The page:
I speak in support of new clauses 1, 15 and 20 because they seek to re- establish regional councils, through bringing together the new, single-tier authorities into joint boards. I do not see any difference between the Scottish National party's amendments and the new clauses proposed by my hon. Friends. Under the joint board provisions, those will be bodies corporate which are covered by statute. Therefore, under the requirements placed on bodies corporate such as joint boards, it will not be the Secretary of State who appoints people to those boards but the constituent councils. In reality, the SNP amendment and the new clauses tabled by Labour are the same.
In the circumstances, the idea that joint boards could be the new water authorities is not the best that can be achieved for Scotland, but it is the best that can be achieved through this place. The best would be that the Government for once actually listened to the Scottish people, and what the people are saying came across loud and clear on Thursday 5 May. The Conservative party was reduced not to fourth place, but to fifth place in Scotland--if one includes the independents--with less than 14 per cent. of the vote.
I and the hon. Member for Tayside, North come from Tayside, and the Conservative party held Tayside beyond challenge, it was thought, in the early 1980s. When I came on to the council in 1984, the Tories held 28 of the 46 seats, and there was no party within touching distance of them. Ten years on, the Tories hold four seats out of the 46 in Tayside regional council and they received one in five of the votes cast in the Tayside regional elections. An area that was once regarded as the jewel in the Tory crown in Scotland is now almost absolutely anti-Tory. Even the Tory councillors in Tayside do not agree with what the Government are doing to the people of Scotland. The Conservative party is so remote from the Scottish people that those people go to the ballot box with one view in mind--"How do we get at this Government ?" In some areas, that means voting for the SNP, while in others it means voting for the Liberal Democrats or Labour. Wherever the opposition to the Tories is, that is where the Scots go and that is how they vote.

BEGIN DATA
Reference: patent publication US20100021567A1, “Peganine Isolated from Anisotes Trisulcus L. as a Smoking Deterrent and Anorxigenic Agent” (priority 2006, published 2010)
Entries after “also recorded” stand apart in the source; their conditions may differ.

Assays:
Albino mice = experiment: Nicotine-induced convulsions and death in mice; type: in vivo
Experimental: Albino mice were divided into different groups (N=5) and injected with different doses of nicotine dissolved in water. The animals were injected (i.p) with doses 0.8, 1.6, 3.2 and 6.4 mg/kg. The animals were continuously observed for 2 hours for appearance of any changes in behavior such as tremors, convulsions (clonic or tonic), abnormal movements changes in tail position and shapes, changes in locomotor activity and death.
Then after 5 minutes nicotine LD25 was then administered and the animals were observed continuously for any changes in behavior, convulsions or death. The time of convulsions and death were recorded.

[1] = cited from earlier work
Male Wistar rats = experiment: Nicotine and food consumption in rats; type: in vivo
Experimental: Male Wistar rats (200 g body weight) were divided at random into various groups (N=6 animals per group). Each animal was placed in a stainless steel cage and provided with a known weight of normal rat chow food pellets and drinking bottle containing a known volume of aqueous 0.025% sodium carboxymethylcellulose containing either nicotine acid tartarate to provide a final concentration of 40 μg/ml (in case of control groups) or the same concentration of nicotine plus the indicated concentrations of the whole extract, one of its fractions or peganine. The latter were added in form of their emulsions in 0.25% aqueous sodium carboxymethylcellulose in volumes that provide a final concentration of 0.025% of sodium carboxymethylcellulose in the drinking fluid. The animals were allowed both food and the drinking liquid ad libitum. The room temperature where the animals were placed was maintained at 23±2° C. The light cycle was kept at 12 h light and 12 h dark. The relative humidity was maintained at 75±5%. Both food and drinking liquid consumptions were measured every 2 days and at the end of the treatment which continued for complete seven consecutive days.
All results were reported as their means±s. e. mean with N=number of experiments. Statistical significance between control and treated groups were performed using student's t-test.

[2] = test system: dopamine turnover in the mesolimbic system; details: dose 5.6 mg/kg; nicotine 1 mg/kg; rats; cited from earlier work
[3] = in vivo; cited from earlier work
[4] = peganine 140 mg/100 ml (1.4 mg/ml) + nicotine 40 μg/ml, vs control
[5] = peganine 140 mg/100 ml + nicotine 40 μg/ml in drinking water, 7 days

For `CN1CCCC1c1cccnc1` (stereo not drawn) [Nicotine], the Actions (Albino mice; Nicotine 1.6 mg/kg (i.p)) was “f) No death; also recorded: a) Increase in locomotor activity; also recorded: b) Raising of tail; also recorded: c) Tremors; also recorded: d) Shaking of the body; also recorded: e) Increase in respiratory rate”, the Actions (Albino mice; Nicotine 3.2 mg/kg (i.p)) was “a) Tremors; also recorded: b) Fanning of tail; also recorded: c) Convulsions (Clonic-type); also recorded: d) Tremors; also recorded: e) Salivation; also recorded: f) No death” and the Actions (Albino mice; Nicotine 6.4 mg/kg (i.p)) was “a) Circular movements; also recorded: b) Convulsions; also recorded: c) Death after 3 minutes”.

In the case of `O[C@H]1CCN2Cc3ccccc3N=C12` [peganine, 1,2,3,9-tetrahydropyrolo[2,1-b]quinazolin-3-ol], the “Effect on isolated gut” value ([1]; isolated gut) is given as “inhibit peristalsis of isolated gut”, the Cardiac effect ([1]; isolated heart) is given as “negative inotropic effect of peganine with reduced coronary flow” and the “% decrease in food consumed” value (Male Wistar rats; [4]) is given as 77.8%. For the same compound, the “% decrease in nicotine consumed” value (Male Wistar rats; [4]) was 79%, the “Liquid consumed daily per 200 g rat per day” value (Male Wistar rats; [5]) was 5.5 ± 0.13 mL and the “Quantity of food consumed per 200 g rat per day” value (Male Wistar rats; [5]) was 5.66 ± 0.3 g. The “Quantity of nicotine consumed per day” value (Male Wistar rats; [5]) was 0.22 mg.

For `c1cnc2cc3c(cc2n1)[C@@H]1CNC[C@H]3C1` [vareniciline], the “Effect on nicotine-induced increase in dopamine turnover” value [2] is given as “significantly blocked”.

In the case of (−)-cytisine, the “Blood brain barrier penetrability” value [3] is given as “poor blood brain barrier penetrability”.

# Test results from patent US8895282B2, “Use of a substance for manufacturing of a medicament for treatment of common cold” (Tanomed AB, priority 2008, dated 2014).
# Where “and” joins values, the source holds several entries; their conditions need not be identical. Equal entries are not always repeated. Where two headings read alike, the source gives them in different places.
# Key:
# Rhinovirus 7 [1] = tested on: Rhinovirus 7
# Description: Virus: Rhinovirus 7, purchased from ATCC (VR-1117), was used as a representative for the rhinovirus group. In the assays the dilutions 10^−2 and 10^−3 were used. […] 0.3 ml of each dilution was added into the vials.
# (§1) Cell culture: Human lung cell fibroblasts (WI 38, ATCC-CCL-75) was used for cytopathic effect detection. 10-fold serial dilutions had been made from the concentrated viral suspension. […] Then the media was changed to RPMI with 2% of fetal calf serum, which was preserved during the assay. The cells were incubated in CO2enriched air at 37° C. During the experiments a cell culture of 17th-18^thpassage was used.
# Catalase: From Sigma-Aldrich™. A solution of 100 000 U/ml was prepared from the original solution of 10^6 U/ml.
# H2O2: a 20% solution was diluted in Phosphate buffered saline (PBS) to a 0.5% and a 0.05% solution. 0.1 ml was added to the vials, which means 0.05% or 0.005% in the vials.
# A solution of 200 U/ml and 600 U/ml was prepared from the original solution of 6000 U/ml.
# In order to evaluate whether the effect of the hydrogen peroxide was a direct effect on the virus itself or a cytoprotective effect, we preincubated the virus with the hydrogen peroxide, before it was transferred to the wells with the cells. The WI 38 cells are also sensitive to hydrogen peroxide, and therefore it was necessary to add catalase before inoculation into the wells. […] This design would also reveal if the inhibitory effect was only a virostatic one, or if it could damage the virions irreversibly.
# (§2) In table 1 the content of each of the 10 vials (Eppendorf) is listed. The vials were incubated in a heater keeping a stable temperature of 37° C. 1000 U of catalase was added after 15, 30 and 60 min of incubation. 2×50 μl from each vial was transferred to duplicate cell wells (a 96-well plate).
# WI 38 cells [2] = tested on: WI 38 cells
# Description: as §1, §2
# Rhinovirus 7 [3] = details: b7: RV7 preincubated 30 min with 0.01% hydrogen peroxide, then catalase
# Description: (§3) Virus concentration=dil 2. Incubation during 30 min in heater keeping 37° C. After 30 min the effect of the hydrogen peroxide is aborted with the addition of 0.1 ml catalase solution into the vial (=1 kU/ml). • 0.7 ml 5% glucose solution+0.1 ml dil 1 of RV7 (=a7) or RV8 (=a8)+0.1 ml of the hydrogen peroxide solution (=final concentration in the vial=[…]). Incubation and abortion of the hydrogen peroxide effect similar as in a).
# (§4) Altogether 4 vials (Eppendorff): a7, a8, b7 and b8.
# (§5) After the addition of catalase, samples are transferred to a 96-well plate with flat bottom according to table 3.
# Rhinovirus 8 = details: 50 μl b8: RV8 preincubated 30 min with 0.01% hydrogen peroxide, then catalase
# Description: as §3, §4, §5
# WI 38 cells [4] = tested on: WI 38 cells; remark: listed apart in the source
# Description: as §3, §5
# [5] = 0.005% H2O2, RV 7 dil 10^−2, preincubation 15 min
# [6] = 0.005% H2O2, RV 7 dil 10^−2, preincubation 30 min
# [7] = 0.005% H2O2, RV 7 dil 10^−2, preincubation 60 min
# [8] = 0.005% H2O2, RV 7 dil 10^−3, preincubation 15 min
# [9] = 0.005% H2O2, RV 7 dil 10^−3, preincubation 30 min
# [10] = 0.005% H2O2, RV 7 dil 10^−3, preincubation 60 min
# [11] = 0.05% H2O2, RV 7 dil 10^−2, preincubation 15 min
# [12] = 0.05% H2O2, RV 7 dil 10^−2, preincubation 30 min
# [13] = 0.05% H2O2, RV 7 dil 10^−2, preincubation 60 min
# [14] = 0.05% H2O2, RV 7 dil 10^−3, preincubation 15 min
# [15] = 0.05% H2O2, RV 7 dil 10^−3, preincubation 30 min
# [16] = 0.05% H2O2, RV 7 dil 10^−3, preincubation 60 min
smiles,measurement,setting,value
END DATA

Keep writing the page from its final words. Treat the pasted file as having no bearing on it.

If Conservative Members cannot see that, they are terminally in decline. I look forward to the day when every single one of them who represents a Scottish constituency is wiped from the face of the electoral map in Scotland, and we can have a Scottish Parliament in which we will decide things for ourselves.
Mr. Dalyell : It may not be entirely their fault, but do Ministers realise how much senior Ministers in our system are deferred to and become cocooned ? I wonder whether the Secretary of State realises how doubly friendless he is on this issue.
First, the right hon. Gentleman is friendless among those who understand the water and sewerage industries. I went to a meeting yesterday of the Lothian purification board in Livingston when water experts from right around Scotland were present. He did not have friends there, other than the loyal representatives of the Scottish Office. When people such as Dr. Jean Balfour say how terrible the policy is, it confirms the argument of my hon. Friend the Member for Dundee, East (Mr. McAllion).
I think that I was the only Opposition Member who, rightly or wrongly, did not sign the "Claim of Right". I have a particular political history, which entitles me to say this to the Secretary of State. In view of the election results and the fact that the Scottish people can see that such a huge percentage are against water privatisation, which is an emotional, central and important issue, if he cheerfully overrides those views--saying that they are of no account--it will go far beyond water. The issue will become the attitude of people in Scotland towards the Union. Because of political history I, of all people, am empowered to tell him that if he goes ahead he must not start lamenting when the Union turns sour.